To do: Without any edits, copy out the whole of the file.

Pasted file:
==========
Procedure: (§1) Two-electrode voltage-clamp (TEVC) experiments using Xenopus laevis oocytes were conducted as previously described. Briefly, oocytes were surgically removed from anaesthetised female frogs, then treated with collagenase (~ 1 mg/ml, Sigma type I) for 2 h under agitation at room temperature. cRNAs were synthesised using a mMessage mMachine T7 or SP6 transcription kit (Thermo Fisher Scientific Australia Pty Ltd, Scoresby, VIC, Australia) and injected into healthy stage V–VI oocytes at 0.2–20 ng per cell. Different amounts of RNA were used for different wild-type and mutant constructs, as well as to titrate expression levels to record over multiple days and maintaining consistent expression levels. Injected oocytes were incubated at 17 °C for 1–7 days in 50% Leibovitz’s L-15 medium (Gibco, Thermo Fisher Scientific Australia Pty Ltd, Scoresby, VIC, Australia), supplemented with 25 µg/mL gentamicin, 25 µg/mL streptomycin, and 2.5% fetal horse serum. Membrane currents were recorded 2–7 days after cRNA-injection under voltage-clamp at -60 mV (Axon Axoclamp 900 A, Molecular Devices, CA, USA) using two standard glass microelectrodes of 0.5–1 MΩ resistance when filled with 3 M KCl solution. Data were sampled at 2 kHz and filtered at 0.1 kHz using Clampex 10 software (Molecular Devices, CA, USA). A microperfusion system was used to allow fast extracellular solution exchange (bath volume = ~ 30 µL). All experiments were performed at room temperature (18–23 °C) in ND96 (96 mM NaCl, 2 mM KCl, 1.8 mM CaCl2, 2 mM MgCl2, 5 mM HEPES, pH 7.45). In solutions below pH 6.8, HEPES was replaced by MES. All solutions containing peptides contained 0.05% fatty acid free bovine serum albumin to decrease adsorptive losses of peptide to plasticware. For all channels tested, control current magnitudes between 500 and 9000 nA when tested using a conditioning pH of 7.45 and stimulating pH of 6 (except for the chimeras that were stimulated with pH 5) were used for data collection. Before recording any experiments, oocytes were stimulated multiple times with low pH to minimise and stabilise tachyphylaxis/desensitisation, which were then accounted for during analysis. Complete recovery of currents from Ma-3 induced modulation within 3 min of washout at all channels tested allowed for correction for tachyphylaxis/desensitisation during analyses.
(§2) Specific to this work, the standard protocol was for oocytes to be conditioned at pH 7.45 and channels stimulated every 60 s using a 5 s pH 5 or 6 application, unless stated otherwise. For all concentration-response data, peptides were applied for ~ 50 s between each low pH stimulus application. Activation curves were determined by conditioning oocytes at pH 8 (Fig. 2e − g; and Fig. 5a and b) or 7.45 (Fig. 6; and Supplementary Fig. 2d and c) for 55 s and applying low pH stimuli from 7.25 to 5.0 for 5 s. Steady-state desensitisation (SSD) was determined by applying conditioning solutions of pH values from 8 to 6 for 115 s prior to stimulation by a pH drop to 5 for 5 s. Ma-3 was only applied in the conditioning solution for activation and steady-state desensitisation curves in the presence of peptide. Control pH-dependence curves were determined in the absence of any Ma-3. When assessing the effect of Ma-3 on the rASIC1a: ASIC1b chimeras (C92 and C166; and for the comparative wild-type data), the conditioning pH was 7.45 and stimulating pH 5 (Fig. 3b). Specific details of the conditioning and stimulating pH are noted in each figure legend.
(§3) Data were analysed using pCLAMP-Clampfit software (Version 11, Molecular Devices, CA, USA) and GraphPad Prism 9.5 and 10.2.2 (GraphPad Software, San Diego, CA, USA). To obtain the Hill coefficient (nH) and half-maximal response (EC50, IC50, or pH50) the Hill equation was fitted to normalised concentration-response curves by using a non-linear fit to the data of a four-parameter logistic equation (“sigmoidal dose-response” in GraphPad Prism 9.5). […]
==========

Procedure: (§1) Two-electrode voltage-clamp (TEVC) experiments using Xenopus laevis oocytes were conducted as previously described. Briefly, oocytes were surgically removed from anaesthetised female frogs, then treated with collagenase (~ 1 mg/ml, Sigma type I) for 2 h under agitation at room temperature. cRNAs were synthesised using a mMessage mMachine T7 or SP6 transcription kit (Thermo Fisher Scientific Australia Pty Ltd, Scoresby, VIC, Australia) and injected into healthy stage V–VI oocytes at 0.2–20 ng per cell. Different amounts of RNA were used for different wild-type and mutant constructs, as well as to titrate expression levels to record over multiple days and maintaining consistent expression levels. Injected oocytes were incubated at 17 °C for 1–7 days in 50% Leibovitz’s L-15 medium (Gibco, Thermo Fisher Scientific Australia Pty Ltd, Scoresby, VIC, Australia), supplemented with 25 µg/mL gentamicin, 25 µg/mL streptomycin, and 2.5% fetal horse serum. Membrane currents were recorded 2–7 days after cRNA-injection under voltage-clamp at -60 mV (Axon Axoclamp 900 A, Molecular Devices, CA, USA) using two standard glass microelectrodes of 0.5–1 MΩ resistance when filled with 3 M KCl solution. Data were sampled at 2 kHz and filtered at 0.1 kHz using Clampex 10 software (Molecular Devices, CA, USA). A microperfusion system was used to allow fast extracellular solution exchange (bath volume = ~ 30 µL). All experiments were performed at room temperature (18–23 °C) in ND96 (96 mM NaCl, 2 mM KCl, 1.8 mM CaCl2, 2 mM MgCl2, 5 mM HEPES, pH 7.45). In solutions below pH 6.8, HEPES was replaced by MES. All solutions containing peptides contained 0.05% fatty acid free bovine serum albumin to decrease adsorptive losses of peptide to plasticware. For all channels tested, control current magnitudes between 500 and 9000 nA when tested using a conditioning pH of 7.45 and stimulating pH of 6 (except for the chimeras that were stimulated with pH 5) were used for data collection. Before recording any experiments, oocytes were stimulated multiple times with low pH to minimise and stabilise tachyphylaxis/desensitisation, which were then accounted for during analysis. Complete recovery of currents from Ma-3 induced modulation within 3 min of washout at all channels tested allowed for correction for tachyphylaxis/desensitisation during analyses.
(§2) Specific to this work, the standard protocol was for oocytes to be conditioned at pH 7.45 and channels stimulated every 60 s using a 5 s pH 5 or 6 application, unless stated otherwise. For all concentration-response data, peptides were applied for ~ 50 s between each low pH stimulus application. Activation curves were determined by conditioning oocytes at pH 8 (Fig. 2e − g; and Fig. 5a and b) or 7.45 (Fig. 6; and Supplementary Fig. 2d and c) for 55 s and applying low pH stimuli from 7.25 to 5.0 for 5 s. Steady-state desensitisation (SSD) was determined by applying conditioning solutions of pH values from 8 to 6 for 115 s prior to stimulation by a pH drop to 5 for 5 s. Ma-3 was only applied in the conditioning solution for activation and steady-state desensitisation curves in the presence of peptide. Control pH-dependence curves were determined in the absence of any Ma-3. When assessing the effect of Ma-3 on the rASIC1a: ASIC1b chimeras (C92 and C166; and for the comparative wild-type data), the conditioning pH was 7.45 and stimulating pH 5 (Fig. 3b). Specific details of the conditioning and stimulating pH are noted in each figure legend.
(§3) Data were analysed using pCLAMP-Clampfit software (Version 11, Molecular Devices, CA, USA) and GraphPad Prism 9.5 and 10.2.2 (GraphPad Software, San Diego, CA, USA). To obtain the Hill coefficient (nH) and half-maximal response (EC50, IC50, or pH50) the Hill equation was fitted to normalised concentration-response curves by using a non-linear fit to the data of a four-parameter logistic equation (“sigmoidal dose-response” in GraphPad Prism 9.5). […]